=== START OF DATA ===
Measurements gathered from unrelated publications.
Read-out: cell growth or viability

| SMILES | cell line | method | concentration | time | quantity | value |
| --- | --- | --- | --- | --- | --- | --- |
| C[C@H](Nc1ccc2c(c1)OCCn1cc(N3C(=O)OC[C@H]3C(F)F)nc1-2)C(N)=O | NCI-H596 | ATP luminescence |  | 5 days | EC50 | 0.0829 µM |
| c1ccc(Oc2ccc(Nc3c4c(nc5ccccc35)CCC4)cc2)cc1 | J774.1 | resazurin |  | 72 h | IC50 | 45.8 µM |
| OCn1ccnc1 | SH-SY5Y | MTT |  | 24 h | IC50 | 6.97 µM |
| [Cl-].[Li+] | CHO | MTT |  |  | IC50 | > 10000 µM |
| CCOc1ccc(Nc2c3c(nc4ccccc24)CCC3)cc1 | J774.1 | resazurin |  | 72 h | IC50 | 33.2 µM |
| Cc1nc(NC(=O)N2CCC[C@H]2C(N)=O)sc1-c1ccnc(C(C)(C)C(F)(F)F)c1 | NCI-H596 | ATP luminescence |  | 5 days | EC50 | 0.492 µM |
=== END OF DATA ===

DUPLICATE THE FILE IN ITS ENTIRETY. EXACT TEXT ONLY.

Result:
Measurements gathered from unrelated publications.
Read-out: cell growth or viability

| SMILES | cell line | method | concentration | time | quantity | value |
| --- | --- | --- | --- | --- | --- | --- |
| C[C@H](Nc1ccc2c(c1)OCCn1cc(N3C(=O)OC[C@H]3C(F)F)nc1-2)C(N)=O | NCI-H596 | ATP luminescence |  | 5 days | EC50 | 0.0829 µM |
| c1ccc(Oc2ccc(Nc3c4c(nc5ccccc35)CCC4)cc2)cc1 | J774.1 | resazurin |  | 72 h | IC50 | 45.8 µM |
| OCn1ccnc1 | SH-SY5Y | MTT |  | 24 h | IC50 | 6.97 µM |
| [Cl-].[Li+] | CHO | MTT |  |  | IC50 | > 10000 µM |
| CCOc1ccc(Nc2c3c(nc4ccccc24)CCC3)cc1 | J774.1 | resazurin |  | 72 h | IC50 | 33.2 µM |
| Cc1nc(NC(=O)N2CCC[C@H]2C(N)=O)sc1-c1ccnc(C(C)(C)C(F)(F)F)c1 | NCI-H596 | ATP luminescence |  | 5 days | EC50 | 0.492 µM |